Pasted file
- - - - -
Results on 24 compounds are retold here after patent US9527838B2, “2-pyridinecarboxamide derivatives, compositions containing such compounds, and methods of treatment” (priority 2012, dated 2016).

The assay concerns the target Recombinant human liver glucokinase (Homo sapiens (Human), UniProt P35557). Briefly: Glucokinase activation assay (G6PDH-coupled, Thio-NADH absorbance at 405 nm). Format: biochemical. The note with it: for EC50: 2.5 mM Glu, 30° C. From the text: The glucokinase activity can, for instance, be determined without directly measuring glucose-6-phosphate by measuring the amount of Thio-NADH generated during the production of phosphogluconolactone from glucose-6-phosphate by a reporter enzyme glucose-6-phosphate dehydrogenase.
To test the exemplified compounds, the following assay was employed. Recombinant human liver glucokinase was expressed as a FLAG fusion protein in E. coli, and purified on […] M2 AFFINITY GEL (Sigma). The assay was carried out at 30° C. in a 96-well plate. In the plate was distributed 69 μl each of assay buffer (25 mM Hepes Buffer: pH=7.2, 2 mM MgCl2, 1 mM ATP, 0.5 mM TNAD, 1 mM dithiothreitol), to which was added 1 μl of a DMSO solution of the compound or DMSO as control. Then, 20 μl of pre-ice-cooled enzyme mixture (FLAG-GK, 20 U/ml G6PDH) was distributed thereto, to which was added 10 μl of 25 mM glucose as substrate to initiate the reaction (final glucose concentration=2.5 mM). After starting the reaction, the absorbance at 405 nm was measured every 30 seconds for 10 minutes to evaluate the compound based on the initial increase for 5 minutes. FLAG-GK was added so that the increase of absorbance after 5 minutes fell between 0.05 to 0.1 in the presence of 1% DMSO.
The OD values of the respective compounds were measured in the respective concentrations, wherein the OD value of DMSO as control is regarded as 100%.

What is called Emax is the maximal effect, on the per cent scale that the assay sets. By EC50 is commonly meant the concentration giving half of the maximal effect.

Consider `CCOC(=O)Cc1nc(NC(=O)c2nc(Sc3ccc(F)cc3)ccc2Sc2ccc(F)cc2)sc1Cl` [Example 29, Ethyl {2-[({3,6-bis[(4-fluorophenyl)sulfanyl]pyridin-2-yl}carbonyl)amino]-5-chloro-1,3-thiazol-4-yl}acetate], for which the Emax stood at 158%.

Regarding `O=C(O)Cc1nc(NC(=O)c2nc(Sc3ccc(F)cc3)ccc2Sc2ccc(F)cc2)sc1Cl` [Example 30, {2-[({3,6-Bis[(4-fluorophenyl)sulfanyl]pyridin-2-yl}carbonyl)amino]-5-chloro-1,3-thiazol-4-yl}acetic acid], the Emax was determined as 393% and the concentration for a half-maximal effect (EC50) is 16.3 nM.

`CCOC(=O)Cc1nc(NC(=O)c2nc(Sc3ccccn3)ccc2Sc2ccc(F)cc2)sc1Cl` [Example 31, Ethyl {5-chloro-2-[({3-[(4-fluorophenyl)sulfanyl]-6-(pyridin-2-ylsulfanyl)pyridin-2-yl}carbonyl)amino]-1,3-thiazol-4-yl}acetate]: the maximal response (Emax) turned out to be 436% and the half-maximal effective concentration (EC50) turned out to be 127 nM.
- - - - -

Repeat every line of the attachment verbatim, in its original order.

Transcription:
Results on 24 compounds are retold here after patent US9527838B2, “2-pyridinecarboxamide derivatives, compositions containing such compounds, and methods of treatment” (priority 2012, dated 2016).

The assay concerns the target Recombinant human liver glucokinase (Homo sapiens (Human), UniProt P35557). Briefly: Glucokinase activation assay (G6PDH-coupled, Thio-NADH absorbance at 405 nm). Format: biochemical. The note with it: for EC50: 2.5 mM Glu, 30° C. From the text: The glucokinase activity can, for instance, be determined without directly measuring glucose-6-phosphate by measuring the amount of Thio-NADH generated during the production of phosphogluconolactone from glucose-6-phosphate by a reporter enzyme glucose-6-phosphate dehydrogenase.
To test the exemplified compounds, the following assay was employed. Recombinant human liver glucokinase was expressed as a FLAG fusion protein in E. coli, and purified on […] M2 AFFINITY GEL (Sigma). The assay was carried out at 30° C. in a 96-well plate. In the plate was distributed 69 μl each of assay buffer (25 mM Hepes Buffer: pH=7.2, 2 mM MgCl2, 1 mM ATP, 0.5 mM TNAD, 1 mM dithiothreitol), to which was added 1 μl of a DMSO solution of the compound or DMSO as control. Then, 20 μl of pre-ice-cooled enzyme mixture (FLAG-GK, 20 U/ml G6PDH) was distributed thereto, to which was added 10 μl of 25 mM glucose as substrate to initiate the reaction (final glucose concentration=2.5 mM). After starting the reaction, the absorbance at 405 nm was measured every 30 seconds for 10 minutes to evaluate the compound based on the initial increase for 5 minutes. FLAG-GK was added so that the increase of absorbance after 5 minutes fell between 0.05 to 0.1 in the presence of 1% DMSO.
The OD values of the respective compounds were measured in the respective concentrations, wherein the OD value of DMSO as control is regarded as 100%.

What is called Emax is the maximal effect, on the per cent scale that the assay sets. By EC50 is commonly meant the concentration giving half of the maximal effect.

Consider `CCOC(=O)Cc1nc(NC(=O)c2nc(Sc3ccc(F)cc3)ccc2Sc2ccc(F)cc2)sc1Cl` [Example 29, Ethyl {2-[({3,6-bis[(4-fluorophenyl)sulfanyl]pyridin-2-yl}carbonyl)amino]-5-chloro-1,3-thiazol-4-yl}acetate], for which the Emax stood at 158%.

Regarding `O=C(O)Cc1nc(NC(=O)c2nc(Sc3ccc(F)cc3)ccc2Sc2ccc(F)cc2)sc1Cl` [Example 30, {2-[({3,6-Bis[(4-fluorophenyl)sulfanyl]pyridin-2-yl}carbonyl)amino]-5-chloro-1,3-thiazol-4-yl}acetic acid], the Emax was determined as 393% and the concentration for a half-maximal effect (EC50) is 16.3 nM.

`CCOC(=O)Cc1nc(NC(=O)c2nc(Sc3ccccn3)ccc2Sc2ccc(F)cc2)sc1Cl` [Example 31, Ethyl {5-chloro-2-[({3-[(4-fluorophenyl)sulfanyl]-6-(pyridin-2-ylsulfanyl)pyridin-2-yl}carbonyl)amino]-1,3-thiazol-4-yl}acetate]: the maximal response (Emax) turned out to be 436% and the half-maximal effective concentration (EC50) turned out to be 127 nM.